Formula 1: Chinese Grand Prix Review

Racing | April 21st, 2009 by 2

BMW Sauber has sunk in the puddles to an all time low with the Chinese Grand Prix and something needs to be done asap. Less …

BMW Sauber has sunk in the puddles to an all time low with the Chinese Grand Prix and something needs to be done asap. Less talk from Mario Theissen about diffusers and more work to be competitive.

Nick Heidfeld lined up on the grid in 11th place after getting everything out of the car with the best lap he could. KERS probably was the only reason he made it through to session 2 as the car lacked overall grip and neither the choice of super soft or soft tire choice mattered.
Formula 1: Chinese Grand Prix Review

As far as Robert Kubica was concerned, he was not happy with the car from the time it landed in China and he was pinning his hopes that fitting his car with the KERS device for the first time this season would help. He hadn’t used the device because of it’s added weight which combined with his extra weight being a heavier driver left little room for ballast to balance out the car. Adding KERS for China almost seemed like a desperation move and after testing it out in Friday practice it was quickly removed proving it was a waste of time.

Qualifying for Kubica was anything but spectacular. In session one his sector times were off the pace and each lap he did the car was almost a full second off the leaders. By the time the session was over Kubica finished 18th only faster than the two Force India cars.

Race day came with hopes that Heidfeld using KERS may be able to grab a point or two and when the race started in the rain and Heidfeld becoming a wet weather specialist that seemed a definite possibility.

Rain wasn’t heavy, but there was a lot of water on the track surface forcing the race to start behind the safety car. For BMW Sauber, this wasn’t the best scenario having overall grip problems combined with the low speeds of the safety car prevented any sort of heat build up in the tires. When the safety car pulled off, a cool track combined with low initial speeds made it very difficult for either Heidfeld or Kubica to get enough heat in the tires to make any headway at all.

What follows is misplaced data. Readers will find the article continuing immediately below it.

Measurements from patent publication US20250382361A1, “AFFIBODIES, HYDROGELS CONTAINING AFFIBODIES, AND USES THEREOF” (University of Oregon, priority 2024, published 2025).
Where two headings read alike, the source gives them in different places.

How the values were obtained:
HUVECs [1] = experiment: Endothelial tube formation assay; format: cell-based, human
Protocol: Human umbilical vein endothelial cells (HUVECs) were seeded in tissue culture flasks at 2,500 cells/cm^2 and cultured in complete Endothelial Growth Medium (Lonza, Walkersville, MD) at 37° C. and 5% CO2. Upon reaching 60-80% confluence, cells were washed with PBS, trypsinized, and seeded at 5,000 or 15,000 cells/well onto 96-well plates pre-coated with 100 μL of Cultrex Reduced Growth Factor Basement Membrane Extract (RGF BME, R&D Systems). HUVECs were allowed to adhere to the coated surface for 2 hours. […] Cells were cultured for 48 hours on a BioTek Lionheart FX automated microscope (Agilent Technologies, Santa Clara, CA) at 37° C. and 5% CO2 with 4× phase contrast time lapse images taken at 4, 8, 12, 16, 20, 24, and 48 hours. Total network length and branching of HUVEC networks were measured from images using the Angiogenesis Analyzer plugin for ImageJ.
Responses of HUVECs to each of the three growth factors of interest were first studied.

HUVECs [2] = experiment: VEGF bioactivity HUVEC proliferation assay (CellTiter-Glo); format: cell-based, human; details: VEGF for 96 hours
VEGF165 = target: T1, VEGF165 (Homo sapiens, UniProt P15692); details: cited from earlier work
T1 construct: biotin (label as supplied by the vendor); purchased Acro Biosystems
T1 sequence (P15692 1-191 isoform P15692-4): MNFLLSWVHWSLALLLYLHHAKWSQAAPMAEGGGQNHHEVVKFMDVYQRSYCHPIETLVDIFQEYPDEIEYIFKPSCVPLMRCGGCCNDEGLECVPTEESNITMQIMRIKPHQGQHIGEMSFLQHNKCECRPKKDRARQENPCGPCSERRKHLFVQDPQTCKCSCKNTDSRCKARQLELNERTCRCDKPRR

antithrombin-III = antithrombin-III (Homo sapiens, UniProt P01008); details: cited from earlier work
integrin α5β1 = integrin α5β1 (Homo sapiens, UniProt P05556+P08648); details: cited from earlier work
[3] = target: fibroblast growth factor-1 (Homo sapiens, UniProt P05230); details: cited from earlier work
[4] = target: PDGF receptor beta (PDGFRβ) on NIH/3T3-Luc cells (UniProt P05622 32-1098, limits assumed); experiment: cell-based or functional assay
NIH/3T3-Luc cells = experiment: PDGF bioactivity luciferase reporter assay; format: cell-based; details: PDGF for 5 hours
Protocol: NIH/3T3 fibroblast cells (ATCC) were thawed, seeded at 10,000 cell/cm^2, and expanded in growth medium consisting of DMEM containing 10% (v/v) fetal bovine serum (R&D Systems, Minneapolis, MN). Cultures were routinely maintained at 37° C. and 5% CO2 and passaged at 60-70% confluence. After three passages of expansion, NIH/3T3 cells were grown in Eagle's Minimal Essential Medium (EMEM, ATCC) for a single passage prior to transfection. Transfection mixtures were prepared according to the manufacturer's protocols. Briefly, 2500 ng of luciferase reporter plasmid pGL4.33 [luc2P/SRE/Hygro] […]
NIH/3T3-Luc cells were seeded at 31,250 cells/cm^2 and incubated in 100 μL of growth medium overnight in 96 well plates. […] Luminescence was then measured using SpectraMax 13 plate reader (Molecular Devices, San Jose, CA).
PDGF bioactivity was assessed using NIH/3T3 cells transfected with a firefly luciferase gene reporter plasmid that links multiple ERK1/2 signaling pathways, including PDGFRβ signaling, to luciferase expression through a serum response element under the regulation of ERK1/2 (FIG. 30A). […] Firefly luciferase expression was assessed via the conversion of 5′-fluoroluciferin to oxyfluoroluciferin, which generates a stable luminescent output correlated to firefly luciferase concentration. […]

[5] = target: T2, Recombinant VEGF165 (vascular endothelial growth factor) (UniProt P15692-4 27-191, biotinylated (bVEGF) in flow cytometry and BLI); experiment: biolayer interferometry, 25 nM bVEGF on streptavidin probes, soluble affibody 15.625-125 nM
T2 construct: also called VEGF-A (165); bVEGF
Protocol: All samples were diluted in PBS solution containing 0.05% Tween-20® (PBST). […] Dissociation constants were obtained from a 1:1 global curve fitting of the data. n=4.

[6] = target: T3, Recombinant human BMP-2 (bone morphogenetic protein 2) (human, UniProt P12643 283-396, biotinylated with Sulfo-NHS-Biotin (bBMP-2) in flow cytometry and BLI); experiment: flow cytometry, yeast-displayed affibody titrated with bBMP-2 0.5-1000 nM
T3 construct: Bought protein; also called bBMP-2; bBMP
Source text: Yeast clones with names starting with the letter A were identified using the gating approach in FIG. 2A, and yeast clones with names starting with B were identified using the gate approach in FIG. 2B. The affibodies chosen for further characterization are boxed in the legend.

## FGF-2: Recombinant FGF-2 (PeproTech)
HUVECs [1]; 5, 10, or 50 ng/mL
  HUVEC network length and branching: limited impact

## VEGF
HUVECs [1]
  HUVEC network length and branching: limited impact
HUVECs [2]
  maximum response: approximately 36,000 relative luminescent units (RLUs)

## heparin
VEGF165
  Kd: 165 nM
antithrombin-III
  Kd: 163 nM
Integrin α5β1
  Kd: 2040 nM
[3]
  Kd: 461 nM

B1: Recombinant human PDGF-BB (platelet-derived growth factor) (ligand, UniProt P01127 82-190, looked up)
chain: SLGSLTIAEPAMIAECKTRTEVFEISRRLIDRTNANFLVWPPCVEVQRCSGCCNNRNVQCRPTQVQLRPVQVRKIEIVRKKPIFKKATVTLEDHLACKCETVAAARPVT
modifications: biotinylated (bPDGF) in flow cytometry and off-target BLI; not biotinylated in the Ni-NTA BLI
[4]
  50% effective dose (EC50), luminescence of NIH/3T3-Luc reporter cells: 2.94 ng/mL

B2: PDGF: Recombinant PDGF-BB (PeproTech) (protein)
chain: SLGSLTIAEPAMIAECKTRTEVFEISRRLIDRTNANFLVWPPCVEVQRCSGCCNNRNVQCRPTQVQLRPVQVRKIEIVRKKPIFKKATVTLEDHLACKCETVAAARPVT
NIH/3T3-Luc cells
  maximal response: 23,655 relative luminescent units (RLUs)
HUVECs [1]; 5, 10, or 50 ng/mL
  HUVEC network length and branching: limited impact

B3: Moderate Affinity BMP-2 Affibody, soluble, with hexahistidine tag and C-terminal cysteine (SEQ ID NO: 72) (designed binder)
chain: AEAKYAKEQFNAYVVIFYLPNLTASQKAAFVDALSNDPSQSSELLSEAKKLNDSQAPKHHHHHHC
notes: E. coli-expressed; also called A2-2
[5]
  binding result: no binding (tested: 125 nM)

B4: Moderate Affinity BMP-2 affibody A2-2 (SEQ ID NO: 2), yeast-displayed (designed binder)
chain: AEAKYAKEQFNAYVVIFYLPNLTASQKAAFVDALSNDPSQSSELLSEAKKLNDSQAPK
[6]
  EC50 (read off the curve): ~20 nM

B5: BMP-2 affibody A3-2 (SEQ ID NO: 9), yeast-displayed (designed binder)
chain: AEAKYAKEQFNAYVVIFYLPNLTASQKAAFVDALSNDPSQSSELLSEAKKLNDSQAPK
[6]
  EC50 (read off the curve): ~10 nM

On lap 13 Timo Glock tried an inside pass on Heidfeld, bumped him and sent him spinning to the outside of the track. After letting most of the field through, Heidfeld continued, but with damage to the car adding to the already difficult driving. Nick did manage to work his way close to the points both through passing and attrition, but near the end of the race Adrian Sutil had a big shunt into the wall sending one of his tires rolling onto the track hitting Heidfeld and causing even more damage to his car. He ended up losing 4 more places as a result and finished 12th.

If that wasn’t enough, the Kubica’s race wasn’t any better. Visibility was terrible and driving behind another car all but made it impossible to see. This caused Kubica’s first incident of the day and it was a spectacular one. When Jarno Trulli in front of him braked, Kubica didn’t see this and piled straight into the back of him launching him up into the air and back to the track. Surprisingly the car sustained little permanent damage other than the nose and after a quick pit stop to change the nose he was back out. Later in the race Kubica hit some standing water sending him off the track where once again he damaged his nose and was forced to once again come into the pits for a new one.

By the time this painful experience was over both drivers did finish the race, but Heidfeld in 12th and Kubica in 13th.

Now heading over to Bahrain there is only one way to look and that’s up.

  • Botons

    BMW has no chance this year, against Brawn GP and Red Bull… jejejeje

  • Frederico Silva

    neither ferrari or mclaren-mercedes :/

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